JournalInternational Journal of Pediatric Otorhinolaryngology
Volume74
Issue number7
DOIs
StatePublished - Jul 2010

Fingerprint

Lipoblastoma
Neck
Head
Pediatrics
Literature
Manuscripts
Lymphangioma
Recurrence
Evidence-Based Medicine
MEDLINE
Sample Size
Neoplasms
Newborn Infant

Keywords

  • Benign lipoblastoma
  • Head
  • Lipoblastomatosis
  • Neck
  • Neonatal lipoblastoma

ASJC Scopus subject areas

  • Otorhinolaryngology
  • Pediatrics, Perinatology, and Child Health

Cite this

Pediatric lipoblastoma in the head and neck : A systematic review of 48 reported cases. / Pham, Nguyen S.; Poirier, Brian; Fuller, Scott; Dublin, Arthur B.; Tollefson, Travis Tate.

In: International Journal of Pediatric Otorhinolaryngology, Vol. 74, No. 7, 07.2010, p. 723-728.

Research output: Contribution to journalArticle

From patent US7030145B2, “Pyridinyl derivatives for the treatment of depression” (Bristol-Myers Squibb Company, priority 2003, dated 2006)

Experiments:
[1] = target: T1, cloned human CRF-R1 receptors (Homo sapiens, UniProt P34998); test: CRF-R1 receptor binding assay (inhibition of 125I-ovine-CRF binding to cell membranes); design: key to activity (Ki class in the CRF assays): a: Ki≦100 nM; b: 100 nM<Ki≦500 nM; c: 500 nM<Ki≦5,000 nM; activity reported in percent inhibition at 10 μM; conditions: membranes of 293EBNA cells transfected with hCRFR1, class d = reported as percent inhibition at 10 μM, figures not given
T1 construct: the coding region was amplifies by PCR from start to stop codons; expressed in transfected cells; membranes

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abstract = "Background: Lipoblastoma is an exceedingly rare cause of pediatric head and neck masses. There have been 47 cases previously reported in the English literature. We present an additional case and review of the available literature on this rare neoplasm. Objective: To review and assess the current published literature regarding the efficacy of preserving neurovascular structures in the surgical management of pediatric lipoblastoma. Methods: Literature analysis of case reports was performed. MEDLINE was searched for the terms {"} neonatal lipoblastoma{"} , {"} lipoblastomatosis{"} , and {"} benign lipoblastoma{"} Results in the English literature were mined for relevant clinical data when available. The citations of case reviews found were searched to find additional cases. Results: Including our new case, a total of 48 cases of head and neck lipoblastoma have been reported in the English literature within 23 manuscripts. Four manuscripts presented cases series (Evidence Based Medicine Level 4) and 19 were case reports (Level 5). The median sample size was 1 (range 1-4). For those 14 articles (. N=. 23 cases) reporting follow-up, the median follow-up duration was 22 months. Male to female ratio was 2.1:1 with an average age at presentation of 2.1 years (range: newborn to 12 years). Lesions ranged from 3 to 12. cm in longest diameter. Recurrence was seen in 27{\%} of patients in which there was at least 1-year follow-up. The most common presenting symptoms were painless enlarging neck mass (53{\%}, 17/32) and respiratory distress (12{\%}, 4/32). An exact binomial sign test indicated that most authors recommend conservative complete excision with preservation of vital structures with 10 of 11 authors giving a stance supporting conservative surgical resection, p=. .012. Conclusions: Our findings suggest that although total excision is ideal and curative, subtotal resection may be a viable treatment alternative for lipoblastoma of the head and neck. This tumor presents a clinical challenge and should be considered in infants presenting with a cervical mass. It is difficult to differentiate from the much more common lymphangioma on clinical and radiological examination. Additionally, the potential for rapid growth and adhesion to neurovascular tissue makes surgical resection arduous. Nonetheless, recurrence rates for head and neck lipoblastomas are similar to those rates observed elsewhere in the body.",